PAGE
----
|Publication number||US5334682 A|
|Application number||US 08/113,573|
|Publication date||2 Aug 1994|
|Filing date||27 Aug 1993|
|Priority date||19 Feb 1993|
|Also published as||US5274102, WO1994019337A1|
|Publication number||08113573, 113573, US 5334682 A, US 5334682A, US-A-5334682, US5334682 A, US5334682A|
|Inventors||Theodore A. Marolewski, Eric W. Burkhardt, Uwe H. Wallfahrer|
|Original Assignee||Akzo Nv|
|Export Citation||BiBTeX, EndNote, RefMan|
|Patent Citations (14), Non-Patent Citations (3), Referenced by (5), Classifications (8), Legal Events (6)|
|External Links: USPTO, USPTO Assignment, Espacenet|
This is a divisional of U.S. Ser. No. 08/019,498, filed Feb. 19, 1993, now U.S. Pat. No. 5,274,102.
Copolymers of α,β-unsaturated dicarboxylic acid esters and α-olefins are useful as lubricant compositions or additives. Some recent examples of disclosures include U.S. Pat. No. 4,931,197 to H. Beck et al. and Canadian Patent No. 1,238,448 to Akzo N.V. Copolymers of this type which are butanol esters of α-olefin-dicarboxylic acid copolymers (average molecular weight of 1200-2500) are, moreover, commercially available under the trademark KETJENLUBE from Akzo Chemicals Inc. and Akzo Chemicals b.v.
The present invention relates to epoxy functional copolymers of the previously described type as well as derivatives thereof which can contain such elements as nitrogen, oxygen, phosphorus and/or sulfur which would be useful in lubricant compositions, for example, as anti-wear additives.
The novel epoxy functionalized copolymers, which constitute one embodiment of the present invention, are formed by the copolymerization of a suitable α-olefin, an unsaturated dicarboxylic acid ester, and an ethylenically unsaturated glycidyl compound. The epoxy-functionalized copolymer which results is then reacted with an epoxy-reactive compound containing the desired elements of the foregoing type (e.g., nitrogen, oxygen, phosphorus and/or sulfur) to form the final desired product.
An alternative approach is to form the ultimately desired derivative containing the nitrogen, oxygen, phosphorus and/or sulfur elements directly by copolymerizing the α-olefin and unsaturated dicarboxylic ester with an ethylenically unsaturated compound which already contains the desired elements identified above. This third comonomer, containing those elements, can be formed by reaction of an ethylenically unsaturated glycidyl compound, using the glycidyl functionality as the reaction site, with a compound containing a glycidyl reactive group and the desired element(s) as will be shown in greater detail below.
The types of α-olefin monomers which can be used to form the instant copolymers can be selected from those previously used in synthesizing the known, non-functionalized α,β-unsaturated dicarboxylic acid ester/α-olefin copolymers having lubricant utility. Preferred for use herein are higher α-olefins having from about ten to about twenty carbon atoms, particularly those of from twelve to about eighteen carbon atoms.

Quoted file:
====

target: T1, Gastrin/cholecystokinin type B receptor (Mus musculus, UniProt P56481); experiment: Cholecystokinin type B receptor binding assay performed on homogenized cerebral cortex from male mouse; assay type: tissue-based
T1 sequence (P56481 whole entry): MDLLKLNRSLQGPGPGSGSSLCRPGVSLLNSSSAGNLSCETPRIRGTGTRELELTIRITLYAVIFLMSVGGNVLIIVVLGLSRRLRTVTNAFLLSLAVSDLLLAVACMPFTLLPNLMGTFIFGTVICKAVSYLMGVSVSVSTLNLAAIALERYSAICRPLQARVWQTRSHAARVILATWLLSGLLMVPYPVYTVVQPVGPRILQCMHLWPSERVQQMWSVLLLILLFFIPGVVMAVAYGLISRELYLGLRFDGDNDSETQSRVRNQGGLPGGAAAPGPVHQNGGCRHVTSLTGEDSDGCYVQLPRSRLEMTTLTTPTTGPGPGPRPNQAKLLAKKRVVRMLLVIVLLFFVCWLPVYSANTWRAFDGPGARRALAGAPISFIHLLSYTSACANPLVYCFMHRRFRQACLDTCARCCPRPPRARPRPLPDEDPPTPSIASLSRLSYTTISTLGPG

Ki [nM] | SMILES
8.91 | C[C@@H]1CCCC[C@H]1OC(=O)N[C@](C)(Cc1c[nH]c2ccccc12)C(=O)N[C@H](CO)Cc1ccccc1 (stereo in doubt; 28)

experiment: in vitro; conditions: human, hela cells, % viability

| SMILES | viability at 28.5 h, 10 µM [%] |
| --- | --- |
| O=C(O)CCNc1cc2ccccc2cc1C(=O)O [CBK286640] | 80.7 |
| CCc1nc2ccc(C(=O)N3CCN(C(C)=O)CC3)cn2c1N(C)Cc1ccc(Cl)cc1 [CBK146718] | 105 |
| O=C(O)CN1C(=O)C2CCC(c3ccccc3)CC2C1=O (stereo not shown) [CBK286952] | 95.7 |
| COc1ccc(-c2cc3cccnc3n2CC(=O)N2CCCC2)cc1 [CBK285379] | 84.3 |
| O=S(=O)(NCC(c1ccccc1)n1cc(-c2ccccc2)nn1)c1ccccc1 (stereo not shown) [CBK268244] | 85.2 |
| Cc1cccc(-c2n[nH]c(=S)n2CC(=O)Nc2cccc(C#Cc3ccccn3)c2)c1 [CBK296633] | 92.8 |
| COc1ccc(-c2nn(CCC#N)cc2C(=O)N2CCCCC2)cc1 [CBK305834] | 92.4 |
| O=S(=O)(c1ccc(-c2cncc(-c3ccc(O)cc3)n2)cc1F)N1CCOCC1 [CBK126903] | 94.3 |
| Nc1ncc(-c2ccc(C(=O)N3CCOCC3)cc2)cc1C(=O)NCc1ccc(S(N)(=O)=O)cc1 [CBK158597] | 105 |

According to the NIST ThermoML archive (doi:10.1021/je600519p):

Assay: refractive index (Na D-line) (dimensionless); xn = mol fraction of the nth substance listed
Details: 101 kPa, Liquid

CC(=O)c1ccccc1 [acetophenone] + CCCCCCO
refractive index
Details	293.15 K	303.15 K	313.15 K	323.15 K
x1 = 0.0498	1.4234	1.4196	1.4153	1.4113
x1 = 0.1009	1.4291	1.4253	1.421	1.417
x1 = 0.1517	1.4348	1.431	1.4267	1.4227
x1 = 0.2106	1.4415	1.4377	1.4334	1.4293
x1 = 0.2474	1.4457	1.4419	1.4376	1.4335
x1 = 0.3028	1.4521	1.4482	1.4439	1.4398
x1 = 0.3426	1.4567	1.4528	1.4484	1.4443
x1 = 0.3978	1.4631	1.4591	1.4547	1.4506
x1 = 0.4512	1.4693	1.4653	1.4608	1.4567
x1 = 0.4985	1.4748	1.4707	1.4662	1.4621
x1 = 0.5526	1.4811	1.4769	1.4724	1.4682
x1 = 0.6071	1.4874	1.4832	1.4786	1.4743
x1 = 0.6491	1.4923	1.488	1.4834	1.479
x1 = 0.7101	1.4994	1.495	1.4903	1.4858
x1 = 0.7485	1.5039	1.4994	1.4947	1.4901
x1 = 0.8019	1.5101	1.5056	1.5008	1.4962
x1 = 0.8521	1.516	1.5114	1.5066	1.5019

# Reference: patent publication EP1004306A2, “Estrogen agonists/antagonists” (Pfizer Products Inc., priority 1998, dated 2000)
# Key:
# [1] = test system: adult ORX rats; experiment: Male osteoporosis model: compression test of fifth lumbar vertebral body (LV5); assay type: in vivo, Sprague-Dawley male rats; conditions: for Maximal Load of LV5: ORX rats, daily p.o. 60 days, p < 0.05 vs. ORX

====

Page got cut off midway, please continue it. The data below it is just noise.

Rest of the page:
The α,β-unsaturated dicarboxylic acid esters which can be used to synthesize the present copolymers also can be selected from those previously used in synthesizing the known copolymers previously described. The esters of maleic, fumaric, citraconic, mesaconic, or itaconic can be chosen, with the first two being preferred. For example, esters having a straight-chain and/or branched chain monoalcohol component of from three to ten carbon atoms can be used.
In order to achieve either epoxy-functional copolymers which can be further derivatized or the final, derivatized species, an additional ethylenically unsaturated monomer is copolymerized with the foregoing comonomers. This additional monomer is either: (a) an ethylenically unsaturated glycidyl compound, in those instances where an epoxy-functional copolymer is desired; or (b) an ethylenically unsaturated compound containing at least one of the previously enumerated elements (nitrogen, oxygen, phosphorus and/or sulfur) where the final derivative is desired, and it is intended that a one step copolymerization process by used to effectuate its formation.
If third monomer (a) is chosen for use it will contain ethylenic unsaturation and a glycidyl group. This type of compound can be envisioned as having the structure ##STR1## where G is a glycidyl group, R is hydrogen or methyl, and L is an organo group linking the ethylchic unsaturation and glycidyl group, such as --C(O))--. Representative compounds which can be employed include the glycidyl acrylates and methacrylates. The glycidyl group is available for reaction with the glycidyl-reactive compounds to be described below.